Addicted to playing video games? Then you may have a mental health condition. One that is being officially recognized for the first time. Gaming Disorder is now labeled in the International Classification of Diseases, a diagnostic manual that is published by the World Health Organization. This inclusion of gaming disorder is the first time the book has been updated in 27 years, since 1990.
The eleventh edition of this manual is arriving in 2018. And it is including video game addiction as a serious health condition that needs to be monitored. The exact wording of this so-called gaming disorder has not been fully disclosed at this time. The initial draft does outline the criteria needed for an individual to be diagnosed with gaming disorder.
WHO's Department of Mental Health and Substance Abuse member Vladimir Poznyak discussed the importance of recognizing gaming disorder as a full-on mental health issue. He goes into say this.
"Health professionals need to recognize that gaming disorder may have serious health consequences. Most people who play video games don't have a disorder, just like most people who drink alcohol don't have a disorder either. However, in certain circumstances overuse can lead to adverse effects."
The take away is that not everyone who plays a lot of video games has a gaming disorder, and most gamers shouldn't be slapped with a mental health condition. In 2016, University of Oxford's Internet Institute researchers did a comprehensive study on what exactly it takes for an individual gamer to be labeled with gaming disorder, and the percentage of players who should be marked as having the condition.
The study was published in American Journal of Psychiatry. It found that less than 3% of the 19,000 men and women surveyed in the U.S., the U.K., Canada and Germany admitted that they experienced five or more of the symptoms associated with gaming disorder. A list of nine standard symptoms for video gaming obsession was created by the APA just a few years ago. These symptoms included 'anxiety, withdrawal symptoms and antisocial behavior'. Dr. Andrew Przybylski, who led the University of Oxford report, went onto say this about the findings.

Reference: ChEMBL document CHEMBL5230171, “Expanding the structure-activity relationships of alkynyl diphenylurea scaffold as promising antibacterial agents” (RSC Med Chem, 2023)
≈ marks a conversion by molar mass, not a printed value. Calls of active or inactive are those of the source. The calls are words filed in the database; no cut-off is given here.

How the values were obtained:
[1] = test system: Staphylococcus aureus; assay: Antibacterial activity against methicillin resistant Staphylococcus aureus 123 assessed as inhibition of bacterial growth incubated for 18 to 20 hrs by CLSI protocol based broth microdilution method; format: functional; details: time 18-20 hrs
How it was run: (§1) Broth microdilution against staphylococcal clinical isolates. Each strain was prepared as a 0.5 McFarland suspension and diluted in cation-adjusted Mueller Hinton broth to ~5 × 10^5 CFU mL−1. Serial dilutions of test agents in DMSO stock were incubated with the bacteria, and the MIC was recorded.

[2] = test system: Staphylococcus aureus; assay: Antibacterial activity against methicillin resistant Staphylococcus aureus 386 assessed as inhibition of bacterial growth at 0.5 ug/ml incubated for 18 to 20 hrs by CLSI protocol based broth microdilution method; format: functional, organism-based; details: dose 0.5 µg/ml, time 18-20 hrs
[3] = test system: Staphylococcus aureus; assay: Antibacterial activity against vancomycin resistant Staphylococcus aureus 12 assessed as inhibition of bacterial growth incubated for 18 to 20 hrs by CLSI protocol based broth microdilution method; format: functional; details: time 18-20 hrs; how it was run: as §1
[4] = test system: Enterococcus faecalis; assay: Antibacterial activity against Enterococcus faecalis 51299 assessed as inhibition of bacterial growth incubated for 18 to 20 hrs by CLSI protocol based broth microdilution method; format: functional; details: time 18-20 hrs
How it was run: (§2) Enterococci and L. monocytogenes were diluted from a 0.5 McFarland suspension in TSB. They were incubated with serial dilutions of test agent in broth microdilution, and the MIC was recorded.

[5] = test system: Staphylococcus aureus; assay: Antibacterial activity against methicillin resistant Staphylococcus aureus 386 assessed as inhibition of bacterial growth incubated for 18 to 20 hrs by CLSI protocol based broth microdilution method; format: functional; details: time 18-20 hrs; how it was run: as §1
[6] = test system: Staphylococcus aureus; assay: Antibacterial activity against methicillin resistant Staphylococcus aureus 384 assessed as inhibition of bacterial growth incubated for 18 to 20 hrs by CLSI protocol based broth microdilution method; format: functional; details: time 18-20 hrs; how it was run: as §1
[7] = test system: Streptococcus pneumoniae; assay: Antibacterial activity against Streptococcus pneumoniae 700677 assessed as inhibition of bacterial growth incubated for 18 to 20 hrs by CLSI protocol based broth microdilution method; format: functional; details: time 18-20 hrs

"To our knowledge, these are the first findings from a large-scale project to produce robust evidence on the potential new problem of 'internet gaming disorder' Contrary to what was predicted, the study did not find a clear link between potential addiction and negative effects on health; however, more research grounded in open and robust scientific practices is needed to learn if games are truly as addictive as many fear."
There is still a major debate about whether or not gaming poses a threat to an individual's mental health. Especially when the amount of time per day one plays video games is factored into the equation. Researchers from ESET discovered that 10% of the gamers polled spent at least 12 to 24 hours per day playing video games. Don't ask us how that leaves time for sleep.